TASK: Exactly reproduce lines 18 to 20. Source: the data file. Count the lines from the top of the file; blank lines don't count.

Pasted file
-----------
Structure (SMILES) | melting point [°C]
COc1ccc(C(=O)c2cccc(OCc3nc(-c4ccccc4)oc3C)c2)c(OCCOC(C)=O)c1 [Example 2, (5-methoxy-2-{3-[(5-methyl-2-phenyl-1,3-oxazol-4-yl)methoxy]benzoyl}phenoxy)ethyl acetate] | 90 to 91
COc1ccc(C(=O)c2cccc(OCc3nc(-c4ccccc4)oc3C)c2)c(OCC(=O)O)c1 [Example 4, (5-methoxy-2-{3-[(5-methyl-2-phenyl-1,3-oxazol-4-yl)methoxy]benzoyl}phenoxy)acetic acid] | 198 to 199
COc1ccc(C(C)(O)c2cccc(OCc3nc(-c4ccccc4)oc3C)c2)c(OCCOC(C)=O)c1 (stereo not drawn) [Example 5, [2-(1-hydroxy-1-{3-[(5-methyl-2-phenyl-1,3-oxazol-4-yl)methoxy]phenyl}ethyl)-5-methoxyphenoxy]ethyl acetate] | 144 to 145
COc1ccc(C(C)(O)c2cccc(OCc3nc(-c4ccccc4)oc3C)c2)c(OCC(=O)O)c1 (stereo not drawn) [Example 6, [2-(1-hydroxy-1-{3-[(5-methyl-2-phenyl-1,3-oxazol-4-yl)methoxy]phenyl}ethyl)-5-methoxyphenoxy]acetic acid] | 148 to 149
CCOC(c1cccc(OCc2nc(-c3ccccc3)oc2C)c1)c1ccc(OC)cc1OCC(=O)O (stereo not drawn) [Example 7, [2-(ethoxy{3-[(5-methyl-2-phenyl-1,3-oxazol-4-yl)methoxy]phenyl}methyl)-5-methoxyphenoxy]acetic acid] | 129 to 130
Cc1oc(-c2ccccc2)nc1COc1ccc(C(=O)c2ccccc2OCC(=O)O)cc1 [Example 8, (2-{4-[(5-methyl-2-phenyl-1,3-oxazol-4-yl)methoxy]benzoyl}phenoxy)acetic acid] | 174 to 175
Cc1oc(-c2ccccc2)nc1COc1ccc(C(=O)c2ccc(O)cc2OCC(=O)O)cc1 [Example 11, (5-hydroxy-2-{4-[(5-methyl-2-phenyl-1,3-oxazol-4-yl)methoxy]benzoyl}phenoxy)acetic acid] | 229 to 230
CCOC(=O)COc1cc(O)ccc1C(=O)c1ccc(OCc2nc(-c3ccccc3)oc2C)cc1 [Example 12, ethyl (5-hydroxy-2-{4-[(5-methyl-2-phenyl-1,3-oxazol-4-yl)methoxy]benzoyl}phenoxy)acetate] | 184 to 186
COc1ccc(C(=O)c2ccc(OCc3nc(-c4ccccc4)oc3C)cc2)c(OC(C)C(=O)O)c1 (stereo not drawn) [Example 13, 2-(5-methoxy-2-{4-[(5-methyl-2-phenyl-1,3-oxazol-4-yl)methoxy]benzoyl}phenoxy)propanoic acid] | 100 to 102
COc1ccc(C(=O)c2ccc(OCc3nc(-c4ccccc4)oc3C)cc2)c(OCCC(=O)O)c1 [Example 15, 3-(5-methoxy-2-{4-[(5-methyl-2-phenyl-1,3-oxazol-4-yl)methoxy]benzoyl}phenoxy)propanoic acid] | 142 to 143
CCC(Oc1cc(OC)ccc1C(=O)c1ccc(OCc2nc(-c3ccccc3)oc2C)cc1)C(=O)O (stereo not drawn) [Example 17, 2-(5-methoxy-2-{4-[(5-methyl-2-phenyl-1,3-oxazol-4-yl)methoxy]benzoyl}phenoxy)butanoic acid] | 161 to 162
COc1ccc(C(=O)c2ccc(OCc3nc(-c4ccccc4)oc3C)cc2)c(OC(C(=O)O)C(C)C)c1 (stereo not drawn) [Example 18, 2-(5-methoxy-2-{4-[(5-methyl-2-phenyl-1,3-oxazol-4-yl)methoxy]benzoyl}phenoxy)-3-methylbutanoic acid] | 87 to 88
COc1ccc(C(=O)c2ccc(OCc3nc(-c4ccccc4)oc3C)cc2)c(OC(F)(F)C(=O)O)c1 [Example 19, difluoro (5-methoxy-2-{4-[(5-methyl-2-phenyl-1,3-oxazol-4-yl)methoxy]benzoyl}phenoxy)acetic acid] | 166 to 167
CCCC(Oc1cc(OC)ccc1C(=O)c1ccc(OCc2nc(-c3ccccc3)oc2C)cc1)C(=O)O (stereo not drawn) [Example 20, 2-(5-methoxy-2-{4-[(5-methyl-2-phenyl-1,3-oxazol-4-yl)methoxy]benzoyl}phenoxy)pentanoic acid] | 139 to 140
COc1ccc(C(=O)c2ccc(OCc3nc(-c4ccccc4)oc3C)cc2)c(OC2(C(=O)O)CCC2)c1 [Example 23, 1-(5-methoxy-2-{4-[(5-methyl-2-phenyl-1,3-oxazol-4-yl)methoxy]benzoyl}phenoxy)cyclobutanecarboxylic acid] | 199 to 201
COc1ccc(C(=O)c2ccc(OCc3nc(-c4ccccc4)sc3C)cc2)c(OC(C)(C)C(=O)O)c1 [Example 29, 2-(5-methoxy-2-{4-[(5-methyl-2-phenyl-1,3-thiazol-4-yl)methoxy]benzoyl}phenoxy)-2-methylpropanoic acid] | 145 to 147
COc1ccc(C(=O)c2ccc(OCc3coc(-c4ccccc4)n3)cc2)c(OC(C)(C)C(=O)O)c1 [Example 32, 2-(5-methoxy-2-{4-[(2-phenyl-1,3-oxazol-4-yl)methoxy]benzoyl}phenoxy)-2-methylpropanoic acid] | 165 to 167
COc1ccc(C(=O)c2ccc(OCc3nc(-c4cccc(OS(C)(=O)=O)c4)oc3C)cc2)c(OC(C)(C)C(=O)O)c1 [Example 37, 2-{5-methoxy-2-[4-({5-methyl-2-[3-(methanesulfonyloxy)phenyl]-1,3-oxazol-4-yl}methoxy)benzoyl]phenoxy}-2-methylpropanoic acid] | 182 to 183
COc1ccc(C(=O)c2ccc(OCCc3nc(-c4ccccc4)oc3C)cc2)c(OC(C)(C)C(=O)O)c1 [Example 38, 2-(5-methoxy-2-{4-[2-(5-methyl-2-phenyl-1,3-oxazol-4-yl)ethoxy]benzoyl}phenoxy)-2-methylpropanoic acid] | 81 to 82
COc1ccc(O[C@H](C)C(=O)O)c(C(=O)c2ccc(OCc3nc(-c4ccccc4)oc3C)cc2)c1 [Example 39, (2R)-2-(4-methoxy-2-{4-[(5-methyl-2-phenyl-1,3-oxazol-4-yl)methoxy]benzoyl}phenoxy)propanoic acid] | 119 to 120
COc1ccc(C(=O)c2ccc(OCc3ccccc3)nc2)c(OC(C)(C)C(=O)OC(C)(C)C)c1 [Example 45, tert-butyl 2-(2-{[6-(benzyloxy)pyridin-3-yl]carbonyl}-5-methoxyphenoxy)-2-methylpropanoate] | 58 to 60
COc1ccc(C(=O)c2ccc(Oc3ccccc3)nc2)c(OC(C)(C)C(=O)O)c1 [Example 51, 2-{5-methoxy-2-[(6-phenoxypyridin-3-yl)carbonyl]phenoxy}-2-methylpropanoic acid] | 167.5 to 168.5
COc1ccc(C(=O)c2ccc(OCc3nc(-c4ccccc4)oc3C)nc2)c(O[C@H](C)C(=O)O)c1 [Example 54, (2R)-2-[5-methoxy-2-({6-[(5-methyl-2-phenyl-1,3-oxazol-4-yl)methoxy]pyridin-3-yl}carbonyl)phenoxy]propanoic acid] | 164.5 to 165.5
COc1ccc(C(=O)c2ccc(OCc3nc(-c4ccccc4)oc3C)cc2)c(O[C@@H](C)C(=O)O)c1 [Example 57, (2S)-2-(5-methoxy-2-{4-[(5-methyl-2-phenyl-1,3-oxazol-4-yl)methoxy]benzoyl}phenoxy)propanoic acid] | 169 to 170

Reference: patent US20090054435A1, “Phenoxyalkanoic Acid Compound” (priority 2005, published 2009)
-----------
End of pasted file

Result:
COc1ccc(C(=O)c2ccc(OCc3coc(-c4ccccc4)n3)cc2)c(OC(C)(C)C(=O)O)c1 [Example 32, 2-(5-methoxy-2-{4-[(2-phenyl-1,3-oxazol-4-yl)methoxy]benzoyl}phenoxy)-2-methylpropanoic acid] | 165 to 167
COc1ccc(C(=O)c2ccc(OCc3nc(-c4cccc(OS(C)(=O)=O)c4)oc3C)cc2)c(OC(C)(C)C(=O)O)c1 [Example 37, 2-{5-methoxy-2-[4-({5-methyl-2-[3-(methanesulfonyloxy)phenyl]-1,3-oxazol-4-yl}methoxy)benzoyl]phenoxy}-2-methylpropanoic acid] | 182 to 183
COc1ccc(C(=O)c2ccc(OCCc3nc(-c4ccccc4)oc3C)cc2)c(OC(C)(C)C(=O)O)c1 [Example 38, 2-(5-methoxy-2-{4-[2-(5-methyl-2-phenyl-1,3-oxazol-4-yl)ethoxy]benzoyl}phenoxy)-2-methylpropanoic acid] | 81 to 82